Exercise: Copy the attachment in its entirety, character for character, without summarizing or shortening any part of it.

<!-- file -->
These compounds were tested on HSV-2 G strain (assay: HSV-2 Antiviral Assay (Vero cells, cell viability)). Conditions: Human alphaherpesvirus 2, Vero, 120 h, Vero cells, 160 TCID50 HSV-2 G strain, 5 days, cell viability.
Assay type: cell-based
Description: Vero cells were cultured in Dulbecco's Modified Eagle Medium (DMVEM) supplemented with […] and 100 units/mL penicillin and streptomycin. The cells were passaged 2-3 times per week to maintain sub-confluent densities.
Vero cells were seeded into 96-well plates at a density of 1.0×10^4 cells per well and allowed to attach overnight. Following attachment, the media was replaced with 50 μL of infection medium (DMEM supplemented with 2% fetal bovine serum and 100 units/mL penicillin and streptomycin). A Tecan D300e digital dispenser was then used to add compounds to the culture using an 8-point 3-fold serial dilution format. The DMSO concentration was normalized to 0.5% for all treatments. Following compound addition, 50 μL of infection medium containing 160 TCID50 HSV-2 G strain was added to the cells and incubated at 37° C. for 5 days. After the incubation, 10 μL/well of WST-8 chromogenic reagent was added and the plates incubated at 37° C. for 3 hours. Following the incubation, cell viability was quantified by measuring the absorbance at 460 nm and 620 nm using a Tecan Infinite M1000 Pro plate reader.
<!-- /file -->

These compounds were tested on HSV-2 G strain (assay: HSV-2 Antiviral Assay (Vero cells, cell viability)). Conditions: Human alphaherpesvirus 2, Vero, 120 h, Vero cells, 160 TCID50 HSV-2 G strain, 5 days, cell viability.
Assay type: cell-based
Description: Vero cells were cultured in Dulbecco's Modified Eagle Medium (DMVEM) supplemented with […] and 100 units/mL penicillin and streptomycin. The cells were passaged 2-3 times per week to maintain sub-confluent densities.
Vero cells were seeded into 96-well plates at a density of 1.0×10^4 cells per well and allowed to attach overnight. Following attachment, the media was replaced with 50 μL of infection medium (DMEM supplemented with 2% fetal bovine serum and 100 units/mL penicillin and streptomycin). A Tecan D300e digital dispenser was then used to add compounds to the culture using an 8-point 3-fold serial dilution format. The DMSO concentration was normalized to 0.5% for all treatments. Following compound addition, 50 μL of infection medium containing 160 TCID50 HSV-2 G strain was added to the cells and incubated at 37° C. for 5 days. After the incubation, 10 μL/well of WST-8 chromogenic reagent was added and the plates incubated at 37° C. for 3 hours. Following the incubation, cell viability was quantified by measuring the absorbance at 460 nm and 620 nm using a Tecan Infinite M1000 Pro plate reader.